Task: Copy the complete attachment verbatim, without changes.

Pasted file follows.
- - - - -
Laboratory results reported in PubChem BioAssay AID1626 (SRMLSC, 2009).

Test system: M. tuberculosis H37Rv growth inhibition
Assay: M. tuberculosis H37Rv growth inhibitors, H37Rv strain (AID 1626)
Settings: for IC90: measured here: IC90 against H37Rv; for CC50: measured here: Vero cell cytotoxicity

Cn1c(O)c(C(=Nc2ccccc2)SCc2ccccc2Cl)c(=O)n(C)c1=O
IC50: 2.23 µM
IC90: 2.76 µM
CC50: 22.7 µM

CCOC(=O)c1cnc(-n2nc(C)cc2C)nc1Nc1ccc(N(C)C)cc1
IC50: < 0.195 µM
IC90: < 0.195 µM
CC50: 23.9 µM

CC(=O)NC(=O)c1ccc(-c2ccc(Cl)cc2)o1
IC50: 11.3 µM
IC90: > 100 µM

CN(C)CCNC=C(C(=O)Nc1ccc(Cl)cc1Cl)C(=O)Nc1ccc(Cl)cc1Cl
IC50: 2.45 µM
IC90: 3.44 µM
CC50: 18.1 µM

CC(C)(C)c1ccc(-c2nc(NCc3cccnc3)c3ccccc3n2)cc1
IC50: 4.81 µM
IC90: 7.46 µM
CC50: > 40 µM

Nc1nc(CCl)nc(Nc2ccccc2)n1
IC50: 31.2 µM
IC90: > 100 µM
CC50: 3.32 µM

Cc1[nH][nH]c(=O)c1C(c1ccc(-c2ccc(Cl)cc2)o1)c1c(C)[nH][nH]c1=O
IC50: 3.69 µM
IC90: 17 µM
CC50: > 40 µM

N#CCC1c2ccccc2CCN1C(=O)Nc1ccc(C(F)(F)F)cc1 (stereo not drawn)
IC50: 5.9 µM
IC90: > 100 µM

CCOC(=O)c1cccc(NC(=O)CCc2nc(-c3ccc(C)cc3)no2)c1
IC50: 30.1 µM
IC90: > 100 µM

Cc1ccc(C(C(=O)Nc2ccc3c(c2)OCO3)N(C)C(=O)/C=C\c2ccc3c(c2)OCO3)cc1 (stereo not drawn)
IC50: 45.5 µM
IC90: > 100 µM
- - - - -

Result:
Laboratory results reported in PubChem BioAssay AID1626 (SRMLSC, 2009).

Test system: M. tuberculosis H37Rv growth inhibition
Assay: M. tuberculosis H37Rv growth inhibitors, H37Rv strain (AID 1626)
Settings: for IC90: measured here: IC90 against H37Rv; for CC50: measured here: Vero cell cytotoxicity

Cn1c(O)c(C(=Nc2ccccc2)SCc2ccccc2Cl)c(=O)n(C)c1=O
IC50: 2.23 µM
IC90: 2.76 µM
CC50: 22.7 µM

CCOC(=O)c1cnc(-n2nc(C)cc2C)nc1Nc1ccc(N(C)C)cc1
IC50: < 0.195 µM
IC90: < 0.195 µM
CC50: 23.9 µM

CC(=O)NC(=O)c1ccc(-c2ccc(Cl)cc2)o1
IC50: 11.3 µM
IC90: > 100 µM

CN(C)CCNC=C(C(=O)Nc1ccc(Cl)cc1Cl)C(=O)Nc1ccc(Cl)cc1Cl
IC50: 2.45 µM
IC90: 3.44 µM
CC50: 18.1 µM

CC(C)(C)c1ccc(-c2nc(NCc3cccnc3)c3ccccc3n2)cc1
IC50: 4.81 µM
IC90: 7.46 µM
CC50: > 40 µM

Nc1nc(CCl)nc(Nc2ccccc2)n1
IC50: 31.2 µM
IC90: > 100 µM
CC50: 3.32 µM

Cc1[nH][nH]c(=O)c1C(c1ccc(-c2ccc(Cl)cc2)o1)c1c(C)[nH][nH]c1=O
IC50: 3.69 µM
IC90: 17 µM
CC50: > 40 µM

N#CCC1c2ccccc2CCN1C(=O)Nc1ccc(C(F)(F)F)cc1 (stereo not drawn)
IC50: 5.9 µM
IC90: > 100 µM

CCOC(=O)c1cccc(NC(=O)CCc2nc(-c3ccc(C)cc3)no2)c1
IC50: 30.1 µM
IC90: > 100 µM

Cc1ccc(C(C(=O)Nc2ccc3c(c2)OCO3)N(C)C(=O)/C=C\c2ccc3c(c2)OCO3)cc1 (stereo not drawn)
IC50: 45.5 µM
IC90: > 100 µM